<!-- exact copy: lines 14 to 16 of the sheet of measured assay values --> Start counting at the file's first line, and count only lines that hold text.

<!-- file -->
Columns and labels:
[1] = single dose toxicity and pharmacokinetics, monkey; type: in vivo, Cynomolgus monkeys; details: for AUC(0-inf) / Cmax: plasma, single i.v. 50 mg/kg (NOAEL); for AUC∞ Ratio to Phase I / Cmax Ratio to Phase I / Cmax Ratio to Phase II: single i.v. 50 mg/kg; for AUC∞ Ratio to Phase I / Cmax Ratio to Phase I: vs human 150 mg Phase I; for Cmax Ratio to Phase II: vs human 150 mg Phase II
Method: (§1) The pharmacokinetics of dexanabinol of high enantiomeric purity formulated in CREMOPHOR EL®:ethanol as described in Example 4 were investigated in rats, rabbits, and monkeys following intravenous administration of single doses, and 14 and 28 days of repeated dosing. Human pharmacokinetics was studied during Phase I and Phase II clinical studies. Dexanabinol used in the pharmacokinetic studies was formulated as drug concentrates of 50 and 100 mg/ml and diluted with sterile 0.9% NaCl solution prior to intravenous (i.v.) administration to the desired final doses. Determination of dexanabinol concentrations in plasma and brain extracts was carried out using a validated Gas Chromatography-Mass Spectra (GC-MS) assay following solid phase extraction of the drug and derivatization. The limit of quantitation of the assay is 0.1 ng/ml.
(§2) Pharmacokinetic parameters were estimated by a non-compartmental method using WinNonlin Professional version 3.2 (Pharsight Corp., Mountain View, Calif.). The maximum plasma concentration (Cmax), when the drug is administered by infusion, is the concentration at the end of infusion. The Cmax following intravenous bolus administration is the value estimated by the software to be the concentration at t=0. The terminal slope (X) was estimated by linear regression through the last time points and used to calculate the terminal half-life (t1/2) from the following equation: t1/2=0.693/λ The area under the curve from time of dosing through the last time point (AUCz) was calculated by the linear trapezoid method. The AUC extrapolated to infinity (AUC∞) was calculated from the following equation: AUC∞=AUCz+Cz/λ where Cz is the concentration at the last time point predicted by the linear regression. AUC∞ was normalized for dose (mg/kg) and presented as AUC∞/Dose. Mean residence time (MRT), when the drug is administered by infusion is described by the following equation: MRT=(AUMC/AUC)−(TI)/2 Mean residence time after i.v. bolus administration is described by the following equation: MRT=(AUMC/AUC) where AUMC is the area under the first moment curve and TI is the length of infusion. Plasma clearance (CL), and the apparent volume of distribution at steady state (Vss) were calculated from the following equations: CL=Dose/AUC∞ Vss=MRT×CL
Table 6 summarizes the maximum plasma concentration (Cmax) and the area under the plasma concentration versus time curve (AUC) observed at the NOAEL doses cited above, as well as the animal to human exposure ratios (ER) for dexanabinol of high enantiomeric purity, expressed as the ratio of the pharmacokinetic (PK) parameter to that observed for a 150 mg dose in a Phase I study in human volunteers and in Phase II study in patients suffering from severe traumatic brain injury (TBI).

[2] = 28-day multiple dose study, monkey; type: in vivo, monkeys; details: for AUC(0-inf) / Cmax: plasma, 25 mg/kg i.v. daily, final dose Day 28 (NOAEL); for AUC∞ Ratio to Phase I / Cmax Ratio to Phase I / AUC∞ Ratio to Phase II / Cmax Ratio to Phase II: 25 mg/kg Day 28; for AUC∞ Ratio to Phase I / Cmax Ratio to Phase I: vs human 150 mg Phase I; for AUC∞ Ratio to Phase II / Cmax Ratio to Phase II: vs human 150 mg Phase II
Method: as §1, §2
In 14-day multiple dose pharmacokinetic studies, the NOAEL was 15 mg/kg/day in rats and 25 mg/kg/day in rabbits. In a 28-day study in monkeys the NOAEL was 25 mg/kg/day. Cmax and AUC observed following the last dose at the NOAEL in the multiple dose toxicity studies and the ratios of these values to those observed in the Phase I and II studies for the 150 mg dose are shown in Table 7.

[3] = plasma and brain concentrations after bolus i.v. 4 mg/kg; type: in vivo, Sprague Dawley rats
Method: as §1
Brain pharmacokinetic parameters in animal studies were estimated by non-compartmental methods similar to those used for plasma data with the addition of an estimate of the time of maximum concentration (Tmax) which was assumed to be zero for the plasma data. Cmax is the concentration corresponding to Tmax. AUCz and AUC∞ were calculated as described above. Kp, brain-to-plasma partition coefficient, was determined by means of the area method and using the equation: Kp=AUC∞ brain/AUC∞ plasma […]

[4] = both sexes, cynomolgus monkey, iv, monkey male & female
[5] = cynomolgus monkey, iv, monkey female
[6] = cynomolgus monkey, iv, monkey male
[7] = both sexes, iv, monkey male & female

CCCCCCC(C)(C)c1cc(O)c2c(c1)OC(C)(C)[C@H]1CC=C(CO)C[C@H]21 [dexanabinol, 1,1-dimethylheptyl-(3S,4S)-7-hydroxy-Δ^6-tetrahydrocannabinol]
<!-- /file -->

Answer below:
[6] = cynomolgus monkey, iv, monkey male
[7] = both sexes, iv, monkey male & female

CCCCCCC(C)(C)c1cc(O)c2c(c1)OC(C)(C)[C@H]1CC=C(CO)C[C@H]21 [dexanabinol, 1,1-dimethylheptyl-(3S,4S)-7-hydroxy-Δ^6-tetrahydrocannabinol]